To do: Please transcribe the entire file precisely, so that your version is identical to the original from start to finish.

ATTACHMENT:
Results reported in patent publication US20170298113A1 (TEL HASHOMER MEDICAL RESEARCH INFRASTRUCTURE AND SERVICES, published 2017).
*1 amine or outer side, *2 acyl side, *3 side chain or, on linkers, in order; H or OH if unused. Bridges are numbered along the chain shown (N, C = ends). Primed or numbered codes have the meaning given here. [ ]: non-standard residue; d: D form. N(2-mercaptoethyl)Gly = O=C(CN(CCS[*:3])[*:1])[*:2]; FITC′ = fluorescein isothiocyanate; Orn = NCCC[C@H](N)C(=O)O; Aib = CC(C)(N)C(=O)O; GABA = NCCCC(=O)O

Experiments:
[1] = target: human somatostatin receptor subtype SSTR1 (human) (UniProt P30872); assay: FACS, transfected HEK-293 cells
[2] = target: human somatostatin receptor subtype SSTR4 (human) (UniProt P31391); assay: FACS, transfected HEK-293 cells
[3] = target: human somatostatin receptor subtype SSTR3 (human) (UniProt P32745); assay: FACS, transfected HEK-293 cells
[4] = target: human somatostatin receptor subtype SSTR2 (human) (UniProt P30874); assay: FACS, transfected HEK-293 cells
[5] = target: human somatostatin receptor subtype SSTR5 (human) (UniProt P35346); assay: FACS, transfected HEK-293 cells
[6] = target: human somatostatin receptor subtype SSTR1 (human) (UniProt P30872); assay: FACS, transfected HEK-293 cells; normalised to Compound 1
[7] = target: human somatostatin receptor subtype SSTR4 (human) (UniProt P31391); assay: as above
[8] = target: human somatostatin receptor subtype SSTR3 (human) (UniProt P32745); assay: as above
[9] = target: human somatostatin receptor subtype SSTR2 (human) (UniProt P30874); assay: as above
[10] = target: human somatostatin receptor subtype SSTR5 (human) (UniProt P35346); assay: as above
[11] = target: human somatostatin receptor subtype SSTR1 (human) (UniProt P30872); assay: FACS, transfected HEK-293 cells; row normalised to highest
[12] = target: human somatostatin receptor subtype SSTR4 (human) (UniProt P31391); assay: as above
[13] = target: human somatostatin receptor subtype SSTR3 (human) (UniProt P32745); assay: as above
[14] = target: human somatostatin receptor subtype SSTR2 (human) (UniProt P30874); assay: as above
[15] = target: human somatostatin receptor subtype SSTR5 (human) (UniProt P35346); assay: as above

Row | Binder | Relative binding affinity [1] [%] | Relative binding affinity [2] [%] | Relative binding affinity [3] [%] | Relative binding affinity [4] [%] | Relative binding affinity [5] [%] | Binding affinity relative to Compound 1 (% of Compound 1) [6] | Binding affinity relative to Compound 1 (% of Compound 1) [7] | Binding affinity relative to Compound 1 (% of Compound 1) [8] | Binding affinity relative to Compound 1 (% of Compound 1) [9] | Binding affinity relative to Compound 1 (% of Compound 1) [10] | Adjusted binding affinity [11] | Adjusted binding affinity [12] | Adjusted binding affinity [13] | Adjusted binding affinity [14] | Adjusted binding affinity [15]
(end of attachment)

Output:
Results reported in patent publication US20170298113A1 (TEL HASHOMER MEDICAL RESEARCH INFRASTRUCTURE AND SERVICES, published 2017).
*1 amine or outer side, *2 acyl side, *3 side chain or, on linkers, in order; H or OH if unused. Bridges are numbered along the chain shown (N, C = ends). Primed or numbered codes have the meaning given here. [ ]: non-standard residue; d: D form. N(2-mercaptoethyl)Gly = O=C(CN(CCS[*:3])[*:1])[*:2]; FITC′ = fluorescein isothiocyanate; Orn = NCCC[C@H](N)C(=O)O; Aib = CC(C)(N)C(=O)O; GABA = NCCCC(=O)O

Experiments:
[1] = target: human somatostatin receptor subtype SSTR1 (human) (UniProt P30872); assay: FACS, transfected HEK-293 cells
[2] = target: human somatostatin receptor subtype SSTR4 (human) (UniProt P31391); assay: FACS, transfected HEK-293 cells
[3] = target: human somatostatin receptor subtype SSTR3 (human) (UniProt P32745); assay: FACS, transfected HEK-293 cells
[4] = target: human somatostatin receptor subtype SSTR2 (human) (UniProt P30874); assay: FACS, transfected HEK-293 cells
[5] = target: human somatostatin receptor subtype SSTR5 (human) (UniProt P35346); assay: FACS, transfected HEK-293 cells
[6] = target: human somatostatin receptor subtype SSTR1 (human) (UniProt P30872); assay: FACS, transfected HEK-293 cells; normalised to Compound 1
[7] = target: human somatostatin receptor subtype SSTR4 (human) (UniProt P31391); assay: as above
[8] = target: human somatostatin receptor subtype SSTR3 (human) (UniProt P32745); assay: as above
[9] = target: human somatostatin receptor subtype SSTR2 (human) (UniProt P30874); assay: as above
[10] = target: human somatostatin receptor subtype SSTR5 (human) (UniProt P35346); assay: as above
[11] = target: human somatostatin receptor subtype SSTR1 (human) (UniProt P30872); assay: FACS, transfected HEK-293 cells; row normalised to highest
[12] = target: human somatostatin receptor subtype SSTR4 (human) (UniProt P31391); assay: as above
[13] = target: human somatostatin receptor subtype SSTR3 (human) (UniProt P32745); assay: as above
[14] = target: human somatostatin receptor subtype SSTR2 (human) (UniProt P30874); assay: as above
[15] = target: human somatostatin receptor subtype SSTR5 (human) (UniProt P35346); assay: as above

Row | Binder | Relative binding affinity [1] [%] | Relative binding affinity [2] [%] | Relative binding affinity [3] [%] | Relative binding affinity [4] [%] | Relative binding affinity [5] [%] | Binding affinity relative to Compound 1 (% of Compound 1) [6] | Binding affinity relative to Compound 1 (% of Compound 1) [7] | Binding affinity relative to Compound 1 (% of Compound 1) [8] | Binding affinity relative to Compound 1 (% of Compound 1) [9] | Binding affinity relative to Compound 1 (% of Compound 1) [10] | Adjusted binding affinity [11] | Adjusted binding affinity [12] | Adjusted binding affinity [13] | Adjusted binding affinity [14] | Adjusted binding affinity [15]